How BetterHelp Can Help
When you feel you’re at the end of your rope and there’s nowhere to turn, BetterHelp is truly there for you. BetterHelp is an online platform where you can match with a qualified grief counselor that cares and understands what you’re going through. The worst thing you could do during this dark time in your life is to try to go it alone. Let someone come to your corner and lift you up.
We all get knocked down in life at one time or another. Someplace a stigma on mental health, but don’t let that stop you. Throw out a line when you need it, and you can live a happier life. Read below for some reviews from BetterHelp clients who have gotten help for similar issues.
“Collen has been my rock in dealing with my parents deaths. I lost both parents within seven months of each other and was literally on the brink when I found Colleen. She has taught me that grief has no timeline or rhyme or reason, and I can talk to her after all my friends and family have moved on and don’t really get it. She offers very solid advice on coping skills and just a great sounding board when I just want to talk about my parents. I highly recommend her.”
“Jack helped me through the most difficult time in my life. I started seeing Jack to cope with a marital separation. As that progressed into divorce, I also experienced the death of a loved one and some other distressing events. Jack not only helped me through the grieving process, but gave me a variety of life lessons and tools to help cope with stress and anxiety through all areas in my life. I am so very grateful for his guidance, and highly recommend him to anyone going through a stressful or confusing time. Thank you, Jack!!”
If you are struggling with the death of a loved one, grief counseling could be right for you. With BetterHelp, you have the tools you need right in front of you to reach out and grab the better life you deserve. Take the first step.
Commonly Asked Questions About This Topic
What Is The Best Kind Of Therapy For Grief?
For most people, the loss of a loved one counts as a traumatic event in their lives. People’s reaction to significant loss can vary dramatically, with indicators that often include anger, a reduced sense of urgency or energy in their daily lives, and depressive symptoms.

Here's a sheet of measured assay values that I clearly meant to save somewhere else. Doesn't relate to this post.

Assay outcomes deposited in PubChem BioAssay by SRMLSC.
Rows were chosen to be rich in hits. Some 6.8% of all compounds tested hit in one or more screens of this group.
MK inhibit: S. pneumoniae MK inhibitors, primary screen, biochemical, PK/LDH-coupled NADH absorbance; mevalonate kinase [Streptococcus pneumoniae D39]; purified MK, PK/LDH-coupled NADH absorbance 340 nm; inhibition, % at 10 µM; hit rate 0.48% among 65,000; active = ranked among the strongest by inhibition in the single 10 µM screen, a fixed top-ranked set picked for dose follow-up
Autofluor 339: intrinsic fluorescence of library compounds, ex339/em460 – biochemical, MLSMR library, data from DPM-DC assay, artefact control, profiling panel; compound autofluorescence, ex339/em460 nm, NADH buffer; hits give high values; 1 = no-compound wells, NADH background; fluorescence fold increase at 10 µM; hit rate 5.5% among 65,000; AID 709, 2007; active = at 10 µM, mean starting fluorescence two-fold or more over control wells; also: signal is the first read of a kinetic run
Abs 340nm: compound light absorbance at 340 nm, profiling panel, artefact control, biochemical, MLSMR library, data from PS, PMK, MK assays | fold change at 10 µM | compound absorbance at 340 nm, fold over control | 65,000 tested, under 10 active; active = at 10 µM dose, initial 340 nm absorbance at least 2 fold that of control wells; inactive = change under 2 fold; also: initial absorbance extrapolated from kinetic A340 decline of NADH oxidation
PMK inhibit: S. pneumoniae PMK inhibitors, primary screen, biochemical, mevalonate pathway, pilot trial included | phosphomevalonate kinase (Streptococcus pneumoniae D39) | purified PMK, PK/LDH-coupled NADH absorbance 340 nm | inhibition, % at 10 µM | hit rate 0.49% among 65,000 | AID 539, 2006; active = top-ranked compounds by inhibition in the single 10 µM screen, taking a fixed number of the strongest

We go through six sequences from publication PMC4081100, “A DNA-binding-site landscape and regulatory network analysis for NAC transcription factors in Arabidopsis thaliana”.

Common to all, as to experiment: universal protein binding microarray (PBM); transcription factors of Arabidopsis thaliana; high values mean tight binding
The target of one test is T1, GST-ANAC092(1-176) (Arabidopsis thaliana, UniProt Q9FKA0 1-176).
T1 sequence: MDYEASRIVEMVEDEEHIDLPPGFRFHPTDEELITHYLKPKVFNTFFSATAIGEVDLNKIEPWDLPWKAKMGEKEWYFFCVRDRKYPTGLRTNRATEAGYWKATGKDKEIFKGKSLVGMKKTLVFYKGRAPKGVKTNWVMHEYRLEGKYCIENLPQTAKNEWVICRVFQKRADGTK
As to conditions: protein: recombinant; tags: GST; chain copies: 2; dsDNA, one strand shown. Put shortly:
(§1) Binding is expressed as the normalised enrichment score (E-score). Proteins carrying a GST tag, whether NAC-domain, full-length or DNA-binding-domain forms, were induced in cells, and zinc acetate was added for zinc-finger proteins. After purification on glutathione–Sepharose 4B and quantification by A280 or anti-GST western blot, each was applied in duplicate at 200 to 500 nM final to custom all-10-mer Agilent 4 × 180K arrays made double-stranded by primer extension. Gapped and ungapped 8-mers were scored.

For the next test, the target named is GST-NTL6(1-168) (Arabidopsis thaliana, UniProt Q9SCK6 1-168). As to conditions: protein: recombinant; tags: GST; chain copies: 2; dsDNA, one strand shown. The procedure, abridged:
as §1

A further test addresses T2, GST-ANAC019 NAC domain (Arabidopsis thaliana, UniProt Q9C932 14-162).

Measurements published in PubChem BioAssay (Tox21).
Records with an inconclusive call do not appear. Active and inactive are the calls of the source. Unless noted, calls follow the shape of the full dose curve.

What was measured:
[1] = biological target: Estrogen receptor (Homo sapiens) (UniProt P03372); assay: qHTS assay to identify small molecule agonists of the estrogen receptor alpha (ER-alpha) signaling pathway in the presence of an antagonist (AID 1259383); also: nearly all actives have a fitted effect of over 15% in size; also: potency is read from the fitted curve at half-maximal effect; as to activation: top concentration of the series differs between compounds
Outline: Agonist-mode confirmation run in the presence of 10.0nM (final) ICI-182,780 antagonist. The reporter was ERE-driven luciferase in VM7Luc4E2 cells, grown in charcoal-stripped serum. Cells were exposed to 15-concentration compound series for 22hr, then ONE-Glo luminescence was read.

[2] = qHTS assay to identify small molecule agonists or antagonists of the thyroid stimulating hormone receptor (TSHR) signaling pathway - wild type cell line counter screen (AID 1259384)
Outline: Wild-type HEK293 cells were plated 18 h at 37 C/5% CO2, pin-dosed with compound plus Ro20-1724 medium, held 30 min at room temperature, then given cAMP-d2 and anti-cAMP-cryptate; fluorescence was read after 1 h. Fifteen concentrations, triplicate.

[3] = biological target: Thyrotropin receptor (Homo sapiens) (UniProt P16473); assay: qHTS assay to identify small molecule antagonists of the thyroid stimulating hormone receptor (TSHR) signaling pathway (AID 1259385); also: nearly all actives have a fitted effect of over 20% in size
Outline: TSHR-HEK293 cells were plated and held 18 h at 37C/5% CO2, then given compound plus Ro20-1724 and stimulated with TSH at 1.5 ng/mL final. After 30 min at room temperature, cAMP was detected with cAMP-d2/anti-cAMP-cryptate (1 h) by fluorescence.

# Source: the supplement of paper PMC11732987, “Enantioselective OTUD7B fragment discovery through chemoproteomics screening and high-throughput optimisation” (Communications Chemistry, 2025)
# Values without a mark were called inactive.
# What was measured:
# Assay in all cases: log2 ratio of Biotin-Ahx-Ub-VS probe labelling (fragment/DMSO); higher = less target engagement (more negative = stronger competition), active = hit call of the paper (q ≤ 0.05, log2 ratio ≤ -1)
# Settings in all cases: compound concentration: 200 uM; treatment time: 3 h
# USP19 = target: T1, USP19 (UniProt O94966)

For this reason, it’s difficult to pin down one “best” type of therapy for grief.
However, research shows that seeking counseling to help manage mourning in a healthy manner throughout the difficult process does help people recover from loss.
Some of the popular methods of grief therapy include referring to the Five Stages of grief (as popularized by Elisabeth Kübler-Ross), intuitive mourning, and offering a judgement-free zone where all reactions are accepted.
A professional grief counselor, psychologist, or psychiatrist is the best option for someone who seems to be going through a depressive episode or suffering from a major depressive disorder as a result of the loss of a loved one. Because broken heart syndrome has the potential to lead to heart attack, it’s important to have input from psychological and medical professionals who are family with the relevant diagnostic criteria.
How Do You Counsel Someone Who Is Grieving?
You can also help them keep a daily routine, which will help them regain a new sense of normalcy after their loss. Of course, that process can take a long time, and you shouldn’t rush them.
Sometimes people who lose a close person from their family lack the ability to see their role in the world without the deceased person. In this case, they struggle to build a new identity that no longer includes their lost loved one. Confronting and accepting this new reality usually takes time, so you should be patient and gentle to be instrumental mourning support.
In extreme cases, this can lead to “broken heart syndrome,” where a person’s physical heart suffers damage because of the stress and overwhelming emotions they experience during the mourning process. For this reason, it’s good to get a licensed professional involved when a loved one is struggling with bereavement.
What Is The Best Thing To Do For Grief?
If you or a loved one is grieving, the first thing you should do is recognize that the mourning process takes time and that every person grieves in their own way and in their own time. This means that you should give yourself and/or your loved one the freedom and acceptance to mourn in a way that is meaningful and helpful. Start by recognizing and accepting all of the feelings towards the loss, including the anger that often accompanies grief.
Seeking grief counseling from a licensed professional is also a great next step, especially if you or your loved one experience traumatic mourning or a sense of identity detachment during the mourning process. Grief is a complicated experience, so it helps to have a professional to guide you towards healthy processing and healing.